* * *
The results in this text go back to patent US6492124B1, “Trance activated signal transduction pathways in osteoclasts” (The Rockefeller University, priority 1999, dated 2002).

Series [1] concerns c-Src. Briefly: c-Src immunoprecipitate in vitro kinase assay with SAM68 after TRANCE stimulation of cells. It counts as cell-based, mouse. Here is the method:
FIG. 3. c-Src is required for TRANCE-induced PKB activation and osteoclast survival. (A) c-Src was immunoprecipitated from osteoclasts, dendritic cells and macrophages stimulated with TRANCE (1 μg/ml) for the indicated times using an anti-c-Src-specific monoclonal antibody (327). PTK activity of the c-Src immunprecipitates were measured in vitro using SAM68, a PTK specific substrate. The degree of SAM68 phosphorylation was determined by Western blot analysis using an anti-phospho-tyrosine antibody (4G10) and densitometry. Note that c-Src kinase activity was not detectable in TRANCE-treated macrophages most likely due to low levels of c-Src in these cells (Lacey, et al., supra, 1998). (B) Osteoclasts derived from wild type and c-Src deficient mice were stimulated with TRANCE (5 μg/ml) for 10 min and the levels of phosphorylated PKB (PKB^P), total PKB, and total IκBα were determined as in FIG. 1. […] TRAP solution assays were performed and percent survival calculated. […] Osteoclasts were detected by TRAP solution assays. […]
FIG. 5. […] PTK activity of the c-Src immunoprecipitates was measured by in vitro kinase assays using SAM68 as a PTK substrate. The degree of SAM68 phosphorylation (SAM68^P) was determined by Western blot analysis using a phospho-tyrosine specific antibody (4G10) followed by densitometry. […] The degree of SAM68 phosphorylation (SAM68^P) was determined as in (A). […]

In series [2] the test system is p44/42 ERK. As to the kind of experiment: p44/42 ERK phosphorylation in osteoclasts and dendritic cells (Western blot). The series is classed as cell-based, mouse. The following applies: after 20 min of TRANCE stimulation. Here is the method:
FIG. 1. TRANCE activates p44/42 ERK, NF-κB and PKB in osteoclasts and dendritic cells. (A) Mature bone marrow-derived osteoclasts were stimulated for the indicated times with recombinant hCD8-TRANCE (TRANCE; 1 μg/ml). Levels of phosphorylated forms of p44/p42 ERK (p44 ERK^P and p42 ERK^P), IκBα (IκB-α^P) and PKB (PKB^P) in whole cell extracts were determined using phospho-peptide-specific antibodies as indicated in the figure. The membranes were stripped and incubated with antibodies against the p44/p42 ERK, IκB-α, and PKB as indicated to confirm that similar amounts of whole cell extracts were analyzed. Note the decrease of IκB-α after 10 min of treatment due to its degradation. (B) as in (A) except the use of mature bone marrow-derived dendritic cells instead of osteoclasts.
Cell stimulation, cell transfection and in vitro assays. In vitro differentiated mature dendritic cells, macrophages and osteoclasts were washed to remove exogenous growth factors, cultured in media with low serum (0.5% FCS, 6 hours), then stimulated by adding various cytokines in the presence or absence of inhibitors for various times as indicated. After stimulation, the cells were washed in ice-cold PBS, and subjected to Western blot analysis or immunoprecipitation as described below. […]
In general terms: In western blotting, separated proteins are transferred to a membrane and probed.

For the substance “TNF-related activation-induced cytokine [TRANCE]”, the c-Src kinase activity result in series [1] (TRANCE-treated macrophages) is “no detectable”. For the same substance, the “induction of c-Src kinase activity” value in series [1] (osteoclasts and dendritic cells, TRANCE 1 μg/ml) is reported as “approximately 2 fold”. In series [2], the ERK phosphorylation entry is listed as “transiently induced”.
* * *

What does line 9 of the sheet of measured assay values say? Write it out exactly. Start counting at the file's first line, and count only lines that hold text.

For the substance “TNF-related activation-induced cytokine [TRANCE]”, the c-Src kinase activity result in series [1] (TRANCE-treated macrophages) is “no detectable”. For the same substance, the “induction of c-Src kinase activity” value in series [1] (osteoclasts and dendritic cells, TRANCE 1 μg/ml) is reported as “approximately 2 fold”. In series [2], the ERK phosphorylation entry is listed as “transiently induced”.